State and Racial Formation, Mestizaje, Nation, Race and Ethnic Relations, Indigenous, Afro-descendants and Mestizo Population, Anti-Racism, Mexico and Latin America.
Ph.D. Sociology. New School for Social Research
M.A. Sociology. New School for Social Research
B.A. Sociology. Universidad Nacional Autónoma de México
Overall my research concerns racial and inter-ethnic relations, and in particular, the role the state has played in the racial formation of contemporary Mexico and Latin America. The focus of my work is the historical and cultural analysis of state policies towards indigenous people, policies and programs promoting intercultural relations, multiculturalism and antiracism. Since 2010 I have done applied work in the field of antiracism. I helped found the Collective to Eliminate Racism in Mexico (COPERA), an organization that seeks to establish an observatory on racism and research collaborations between academia and activists, to promote and further the understanding and recognition of racist practices and the elaboration of an antiracist agenda in Mexico. I am also founding member of the Antiracist Action Research Network, RAIAR with members in Bolivia, Brazil, Colombia, Guatemala, Mexico and USA. This network is composed of scholars, NGOs and other social organizations that share an anti-racist agenda and are interested in fostering collaborative research between academia and activists.
Currently my research projects are:
- Towards the inclusion of Afrodescendants in Mexico´s Census 2020, PI. Professor Erika Arenas, Co-PI (UCSB) and I are conducting a project, which seeks to accomplish four goals. First, we are contributing to the Census a re?nement to the Census that would also account for racial inequality between the Afrodescendants and others in Mexico. Second, the project furthers the analysis of racial inequality and advocates for racial justice in the design of public policy. Third, we promote the inclusion of a racial perspective in the study of inequality, poverty and afro- descendant population in Mexico. Fourth, the project’s goal is to develop a methodology of statistical literacy for indigenous and Afrodescendant advocates that will empower them in the use of accurate and reliable statistical information as a tool to achieve racial justice. Funded by W.K. Kellogg Foundation.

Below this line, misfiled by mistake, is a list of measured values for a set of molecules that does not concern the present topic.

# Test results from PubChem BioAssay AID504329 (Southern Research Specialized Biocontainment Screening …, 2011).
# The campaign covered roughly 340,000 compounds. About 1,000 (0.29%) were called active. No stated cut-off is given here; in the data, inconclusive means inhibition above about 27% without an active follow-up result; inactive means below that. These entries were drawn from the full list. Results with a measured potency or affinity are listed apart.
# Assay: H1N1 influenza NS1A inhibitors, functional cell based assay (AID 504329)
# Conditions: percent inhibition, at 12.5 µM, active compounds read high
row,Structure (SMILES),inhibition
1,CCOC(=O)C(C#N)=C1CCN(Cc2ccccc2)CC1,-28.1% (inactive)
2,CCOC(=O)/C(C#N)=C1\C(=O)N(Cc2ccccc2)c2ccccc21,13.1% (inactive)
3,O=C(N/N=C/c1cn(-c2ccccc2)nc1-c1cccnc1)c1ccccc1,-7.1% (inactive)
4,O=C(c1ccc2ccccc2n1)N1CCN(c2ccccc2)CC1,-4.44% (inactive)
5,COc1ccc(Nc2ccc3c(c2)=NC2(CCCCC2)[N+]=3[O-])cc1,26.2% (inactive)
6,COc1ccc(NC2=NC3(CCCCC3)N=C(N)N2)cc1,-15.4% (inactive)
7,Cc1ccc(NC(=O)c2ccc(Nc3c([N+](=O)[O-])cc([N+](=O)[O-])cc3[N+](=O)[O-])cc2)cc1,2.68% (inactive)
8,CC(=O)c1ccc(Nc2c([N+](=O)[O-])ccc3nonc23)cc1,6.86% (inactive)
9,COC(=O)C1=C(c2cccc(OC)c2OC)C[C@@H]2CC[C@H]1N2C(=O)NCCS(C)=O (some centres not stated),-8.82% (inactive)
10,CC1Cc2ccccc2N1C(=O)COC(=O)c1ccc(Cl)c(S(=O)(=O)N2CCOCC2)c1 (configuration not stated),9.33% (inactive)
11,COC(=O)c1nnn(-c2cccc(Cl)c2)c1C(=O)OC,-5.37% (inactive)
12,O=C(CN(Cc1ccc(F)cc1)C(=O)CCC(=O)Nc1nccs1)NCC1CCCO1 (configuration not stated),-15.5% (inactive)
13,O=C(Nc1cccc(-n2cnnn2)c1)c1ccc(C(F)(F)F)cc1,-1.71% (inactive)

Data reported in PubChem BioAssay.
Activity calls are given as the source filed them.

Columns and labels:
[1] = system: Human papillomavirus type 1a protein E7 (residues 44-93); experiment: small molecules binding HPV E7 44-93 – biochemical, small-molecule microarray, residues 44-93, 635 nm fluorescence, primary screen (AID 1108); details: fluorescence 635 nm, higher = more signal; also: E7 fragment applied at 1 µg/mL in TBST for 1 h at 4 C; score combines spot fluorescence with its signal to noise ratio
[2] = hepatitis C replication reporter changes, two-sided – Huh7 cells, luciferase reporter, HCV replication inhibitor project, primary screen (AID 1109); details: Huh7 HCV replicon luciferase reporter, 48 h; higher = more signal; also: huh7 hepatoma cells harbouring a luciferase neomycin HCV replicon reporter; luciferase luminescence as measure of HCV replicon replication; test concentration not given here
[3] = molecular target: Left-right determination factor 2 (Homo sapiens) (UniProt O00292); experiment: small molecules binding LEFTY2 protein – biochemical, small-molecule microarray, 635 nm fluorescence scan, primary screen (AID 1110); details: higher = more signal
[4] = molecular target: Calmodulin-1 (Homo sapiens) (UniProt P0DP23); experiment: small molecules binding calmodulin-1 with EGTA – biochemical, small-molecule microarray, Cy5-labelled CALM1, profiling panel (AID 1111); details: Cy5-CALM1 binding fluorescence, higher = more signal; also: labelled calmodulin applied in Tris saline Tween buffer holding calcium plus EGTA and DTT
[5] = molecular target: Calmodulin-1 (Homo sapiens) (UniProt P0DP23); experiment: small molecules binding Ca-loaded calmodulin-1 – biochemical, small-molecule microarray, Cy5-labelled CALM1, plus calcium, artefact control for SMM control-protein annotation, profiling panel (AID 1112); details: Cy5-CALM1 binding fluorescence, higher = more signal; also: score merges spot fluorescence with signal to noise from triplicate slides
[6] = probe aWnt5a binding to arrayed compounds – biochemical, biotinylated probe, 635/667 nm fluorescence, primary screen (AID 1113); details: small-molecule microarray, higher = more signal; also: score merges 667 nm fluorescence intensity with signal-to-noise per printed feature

- Family lines: gender, racism and livelihoods in Costa Chica, Mexico. Co-PI Dr. Monica Moreno (Cambridge). This pilot project proposes a different entry point to the study of Mexico’s black population, instead of focusing in the politics of identity and representation we are interested in the material conditions, and particularly, how are these organized (or not) around gender and ethno-racial identities. We seek to identify how racism, racial categorizations and the construction of Black, Indigenous and Mestizo identities inform women’s strategies to organize their livelihoods specifically in the Costa Chica, one of the regions considered to be the home of the largest Black population in Mexico. We propose to focus on women’s economic trajectories and those of their families in order to identify if and how these are shaped according to gender roles, sexism, racism, class distinctions and ethno-racial identities from an intersectional perspective. Our research would contribute to the unexplored study of black women in Mexico. Funded by the UCSB Development Fund and Cambridge Humanities Research Grant
Mexico’s afro-descendant population in the 2020 national census
Colectivo para Eliminar el Racismo en México – COPERA
Latin American Anti-racism in a 'Post-Racial' Age - LAPORA
Red de Acción e Investigación Anti Racista – RAIAR
The Project on Ethnicity and Race in Latin America – PERLA
Prácticas Cotidianas del Estado: Una Etnografía del Indigenismo Mexico. Mexico City: Universidad Iberoamericana & Plaza y Valdés. 2008
Theories of mestizaje: critical perspectives from the Americas ANTH 266
Indigenous people and the nation state in the Americas ANTH 113
Educating the native ANTH 108
Race and ethnicity in the Americas ANTH 222
Ethnographic methods: studying race in the field ANTH 197